The limits of expansion. The expansion of a population of replicating systems in any environment is restricted largely by two factors: (1) replication time, and (2) maximum velocity of the outer “envelope” which defines the physical extent or dispersion of the population. No population can accrue at a faster rate than its components can reproduce themselves. Similarly, no population can disperse faster than its medium will permit, no matter how fast components are manufactured – assuming number density remains essentially constant, corresponding to continuous maximum utilization of the environment. Neither factor may be ignored during any phase of population growth.
If envelope expansion velocity does not constrain a population because components are produced only relatively very slowly, then that population will experience exponential multiplication according to:
N(T) = exp(T/t) ……..(1)
where N(T) is the number of replicating units comprising the population at time T (replication starts at T = 0) and t is the replication time per unit, assumed constant. On the other hand, if unit reproduction is so swift that multiplication is not constrained by replication time, then the population can grow only as fast as it can physically disperse that is, as fast as the expansion velocity of the surface of its spherical outer envelope – according to:
N(T) = 4/3 π d(VT)3 …….(2)
where V is peak dispersion velocity for individual replicating units at the periphery and d is the number density of useful sites for reproduction. Expansion cannot exceed the values for N(T) given either by equations (1) or (2) at any time T, provided all replication sites receive maximum utilization as stipulated (e.g., constant number density of units).
Populations of machines expanding across the surfaces of worlds with replication times on the order of 1 year will not achieve mean envelope growth speeds in excess of a few meters per hour, even in later phases of extreme enlargement when the population of SRS covers a large fraction of the available planetary surface. This figure is well within anticipated nominal ground transport capabilities, so exponential extension should remain largely velocity-unconstrained on such bodies if replication time remains constant at greater population sizes.
Similarly, three-dimensional populations of replicating systems in interplanetary space using Solar System materials and solar energy ultimately are restricted to spherical circumstellar shells where SRS units can collect virtually all energy radiated by the Sun. If a “Dyson Sphere” of 100-ton replicating “seed” units is assembled near the orbit of Earth, approximately one terrestrial mass is required to manufacture the more than 1019individual units needed to completely enclose the star. But maximum expansion velocity even in this case never exceeds about 100 m/sec, hence interplanetary replicating systems as well in theory may spread at purely exponential rates.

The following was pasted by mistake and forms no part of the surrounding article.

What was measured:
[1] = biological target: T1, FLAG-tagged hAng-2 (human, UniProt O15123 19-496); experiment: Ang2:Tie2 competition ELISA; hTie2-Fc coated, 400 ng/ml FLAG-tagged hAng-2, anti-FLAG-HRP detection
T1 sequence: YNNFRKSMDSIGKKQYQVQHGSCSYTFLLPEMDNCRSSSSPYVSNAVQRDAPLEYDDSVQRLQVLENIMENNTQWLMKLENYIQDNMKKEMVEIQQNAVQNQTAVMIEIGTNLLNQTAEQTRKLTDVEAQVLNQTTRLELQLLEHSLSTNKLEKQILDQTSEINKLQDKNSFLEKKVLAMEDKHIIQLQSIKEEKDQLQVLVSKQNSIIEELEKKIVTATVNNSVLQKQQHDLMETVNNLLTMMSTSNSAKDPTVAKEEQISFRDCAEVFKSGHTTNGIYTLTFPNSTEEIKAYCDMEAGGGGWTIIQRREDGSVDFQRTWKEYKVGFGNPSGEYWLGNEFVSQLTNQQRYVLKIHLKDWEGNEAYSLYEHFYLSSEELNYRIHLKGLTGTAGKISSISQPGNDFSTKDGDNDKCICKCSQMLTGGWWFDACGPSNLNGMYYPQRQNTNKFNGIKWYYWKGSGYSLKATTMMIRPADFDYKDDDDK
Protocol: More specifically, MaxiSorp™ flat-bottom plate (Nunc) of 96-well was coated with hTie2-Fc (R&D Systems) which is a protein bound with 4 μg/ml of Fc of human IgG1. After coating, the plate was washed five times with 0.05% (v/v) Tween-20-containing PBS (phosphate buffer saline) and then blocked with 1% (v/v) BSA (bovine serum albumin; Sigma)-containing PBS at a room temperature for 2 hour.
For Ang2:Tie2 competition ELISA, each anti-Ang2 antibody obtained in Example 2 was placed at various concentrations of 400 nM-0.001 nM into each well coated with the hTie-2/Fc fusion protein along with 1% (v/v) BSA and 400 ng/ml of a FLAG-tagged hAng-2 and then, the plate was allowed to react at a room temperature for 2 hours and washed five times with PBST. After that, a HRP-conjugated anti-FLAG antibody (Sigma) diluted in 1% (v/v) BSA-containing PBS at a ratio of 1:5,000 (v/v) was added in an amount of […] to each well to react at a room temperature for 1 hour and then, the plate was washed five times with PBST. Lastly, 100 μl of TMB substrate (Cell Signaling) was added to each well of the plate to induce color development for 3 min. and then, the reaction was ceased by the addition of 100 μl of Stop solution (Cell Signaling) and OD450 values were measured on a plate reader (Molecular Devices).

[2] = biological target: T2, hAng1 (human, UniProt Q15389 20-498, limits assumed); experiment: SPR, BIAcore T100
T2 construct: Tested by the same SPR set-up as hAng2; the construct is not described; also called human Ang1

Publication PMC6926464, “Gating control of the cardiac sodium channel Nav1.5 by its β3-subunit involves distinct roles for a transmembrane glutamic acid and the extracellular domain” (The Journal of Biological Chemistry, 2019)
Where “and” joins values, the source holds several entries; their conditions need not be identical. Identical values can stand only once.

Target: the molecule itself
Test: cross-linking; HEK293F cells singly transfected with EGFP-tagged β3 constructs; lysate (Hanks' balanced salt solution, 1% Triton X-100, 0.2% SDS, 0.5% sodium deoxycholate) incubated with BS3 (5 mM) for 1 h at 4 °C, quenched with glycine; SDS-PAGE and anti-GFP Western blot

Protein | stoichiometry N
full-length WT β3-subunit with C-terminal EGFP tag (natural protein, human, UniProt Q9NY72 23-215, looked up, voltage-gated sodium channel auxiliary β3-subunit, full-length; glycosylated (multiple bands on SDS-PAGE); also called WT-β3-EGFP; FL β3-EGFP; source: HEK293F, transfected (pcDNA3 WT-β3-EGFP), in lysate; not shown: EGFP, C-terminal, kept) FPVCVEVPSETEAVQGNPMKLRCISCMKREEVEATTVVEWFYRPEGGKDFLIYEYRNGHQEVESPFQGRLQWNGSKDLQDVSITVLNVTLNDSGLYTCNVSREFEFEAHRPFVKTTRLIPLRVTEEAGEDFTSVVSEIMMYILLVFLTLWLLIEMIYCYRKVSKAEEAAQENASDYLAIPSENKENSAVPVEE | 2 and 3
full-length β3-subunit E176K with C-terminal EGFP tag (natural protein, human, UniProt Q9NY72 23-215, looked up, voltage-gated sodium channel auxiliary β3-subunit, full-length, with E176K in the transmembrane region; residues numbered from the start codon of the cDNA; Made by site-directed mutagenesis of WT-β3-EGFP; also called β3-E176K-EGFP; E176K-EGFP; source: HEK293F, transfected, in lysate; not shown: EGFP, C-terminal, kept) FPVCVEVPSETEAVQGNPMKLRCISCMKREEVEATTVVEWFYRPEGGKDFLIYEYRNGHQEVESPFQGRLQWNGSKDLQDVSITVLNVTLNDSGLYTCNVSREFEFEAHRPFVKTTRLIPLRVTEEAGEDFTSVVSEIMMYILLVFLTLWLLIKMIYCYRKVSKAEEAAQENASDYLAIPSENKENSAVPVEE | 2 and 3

In the interstellar realm, however, the situation is far more complex. Depending on the maximum dispersal velocity and interstellar probe replication time, either equation (1) or (2) may control. Figure 5.24 compares pure exponentiation and dispersal speed effects for t = 1 year and t = 500 years (Freitas, 1980a), and for V = c (since the theoretical maximum envelope expansion rate is the speed of light) and V= 10%c (Martin, 1978) for an assumed homogeneous stellar distribution of “habitable” star systems (taken as 10% of the total) in the galactic disk. In most cases, exponential multiplication soon is halted by the speed-of-light barrier to dispersion, after which the SRS population expansion proceeds only polynomially.
Technology requirements. In order to sustain the expansion of a potentially infinite replicating system, new dispersal mechanisms must be developed. Initially, self-replicating machines or their “seeds” must be capable of motion across a planetary surface or through its atmosphere or seas. Later, interplanetary, interstellar, and, ultimately, intergalactic dispersal mechanisms must be devised. Supplies of energy, stored and generated, must be established if extrasolar spacecraft are to survive in the depths of interstellar space far from convenient sources of power (such as stars) for a major portion of their lives. The technologies of command, control, and communication over stellar and galactic distances ultimately also must be developed.